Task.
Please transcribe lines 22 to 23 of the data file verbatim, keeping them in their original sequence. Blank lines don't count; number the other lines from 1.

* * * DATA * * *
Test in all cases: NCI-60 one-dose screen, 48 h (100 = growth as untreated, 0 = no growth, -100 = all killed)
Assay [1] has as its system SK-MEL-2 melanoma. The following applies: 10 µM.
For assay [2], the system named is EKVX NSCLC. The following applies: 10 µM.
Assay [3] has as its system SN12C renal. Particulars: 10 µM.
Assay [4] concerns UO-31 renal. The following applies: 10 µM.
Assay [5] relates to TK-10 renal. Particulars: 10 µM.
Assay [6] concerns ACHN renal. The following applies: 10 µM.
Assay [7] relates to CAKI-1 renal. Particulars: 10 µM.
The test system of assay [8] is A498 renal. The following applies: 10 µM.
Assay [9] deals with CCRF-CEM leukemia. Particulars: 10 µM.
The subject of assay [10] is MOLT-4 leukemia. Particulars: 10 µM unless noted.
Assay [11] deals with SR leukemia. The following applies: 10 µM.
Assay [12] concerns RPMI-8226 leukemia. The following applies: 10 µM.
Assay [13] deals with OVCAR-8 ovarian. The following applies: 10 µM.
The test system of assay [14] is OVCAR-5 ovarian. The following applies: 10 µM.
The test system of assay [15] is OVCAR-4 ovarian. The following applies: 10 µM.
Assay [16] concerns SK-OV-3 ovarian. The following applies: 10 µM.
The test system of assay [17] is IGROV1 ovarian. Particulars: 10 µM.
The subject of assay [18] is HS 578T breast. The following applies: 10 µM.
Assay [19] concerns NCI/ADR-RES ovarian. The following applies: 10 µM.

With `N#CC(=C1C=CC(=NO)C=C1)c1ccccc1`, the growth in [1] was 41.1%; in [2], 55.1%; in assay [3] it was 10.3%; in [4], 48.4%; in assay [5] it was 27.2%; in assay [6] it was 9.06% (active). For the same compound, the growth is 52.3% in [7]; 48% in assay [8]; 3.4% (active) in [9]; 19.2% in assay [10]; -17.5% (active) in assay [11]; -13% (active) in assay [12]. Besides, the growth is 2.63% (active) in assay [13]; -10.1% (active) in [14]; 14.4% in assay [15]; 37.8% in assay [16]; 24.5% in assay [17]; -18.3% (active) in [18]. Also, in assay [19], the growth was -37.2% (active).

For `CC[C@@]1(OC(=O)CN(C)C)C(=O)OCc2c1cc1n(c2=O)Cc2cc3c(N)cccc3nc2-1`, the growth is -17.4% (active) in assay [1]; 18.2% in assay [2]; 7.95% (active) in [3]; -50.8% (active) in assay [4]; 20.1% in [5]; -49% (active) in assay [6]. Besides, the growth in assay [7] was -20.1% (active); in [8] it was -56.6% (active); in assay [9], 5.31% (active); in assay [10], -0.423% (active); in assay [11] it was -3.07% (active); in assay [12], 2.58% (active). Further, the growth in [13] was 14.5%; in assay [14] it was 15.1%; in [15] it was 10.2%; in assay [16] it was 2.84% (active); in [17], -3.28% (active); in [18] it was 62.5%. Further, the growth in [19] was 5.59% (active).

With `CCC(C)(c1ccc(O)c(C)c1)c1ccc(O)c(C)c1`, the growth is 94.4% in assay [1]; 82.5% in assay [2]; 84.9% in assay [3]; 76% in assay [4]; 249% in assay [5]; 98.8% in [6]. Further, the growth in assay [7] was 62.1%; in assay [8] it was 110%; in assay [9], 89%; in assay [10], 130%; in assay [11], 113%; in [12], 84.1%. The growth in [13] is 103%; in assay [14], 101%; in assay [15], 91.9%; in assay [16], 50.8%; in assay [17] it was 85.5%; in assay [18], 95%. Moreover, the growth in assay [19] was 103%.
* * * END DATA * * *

For `CC[C@@]1(OC(=O)CN(C)C)C(=O)OCc2c1cc1n(c2=O)Cc2cc3c(N)cccc3nc2-1`, the growth is -17.4% (active) in assay [1]; 18.2% in assay [2]; 7.95% (active) in [3]; -50.8% (active) in assay [4]; 20.1% in [5]; -49% (active) in assay [6]. Besides, the growth in assay [7] was -20.1% (active); in [8] it was -56.6% (active); in assay [9], 5.31% (active); in assay [10], -0.423% (active); in assay [11] it was -3.07% (active); in assay [12], 2.58% (active). Further, the growth in [13] was 14.5%; in assay [14] it was 15.1%; in [15] it was 10.2%; in assay [16] it was 2.84% (active); in [17], -3.28% (active); in [18] it was 62.5%. Further, the growth in [19] was 5.59% (active).

With `CCC(C)(c1ccc(O)c(C)c1)c1ccc(O)c(C)c1`, the growth is 94.4% in assay [1]; 82.5% in assay [2]; 84.9% in assay [3]; 76% in assay [4]; 249% in assay [5]; 98.8% in [6]. Further, the growth in assay [7] was 62.1%; in assay [8] it was 110%; in assay [9], 89%; in assay [10], 130%; in assay [11], 113%; in [12], 84.1%. The growth in [13] is 103%; in assay [14], 101%; in assay [15], 91.9%; in assay [16], 50.8%; in assay [17] it was 85.5%; in assay [18], 95%. Moreover, the growth in assay [19] was 103%.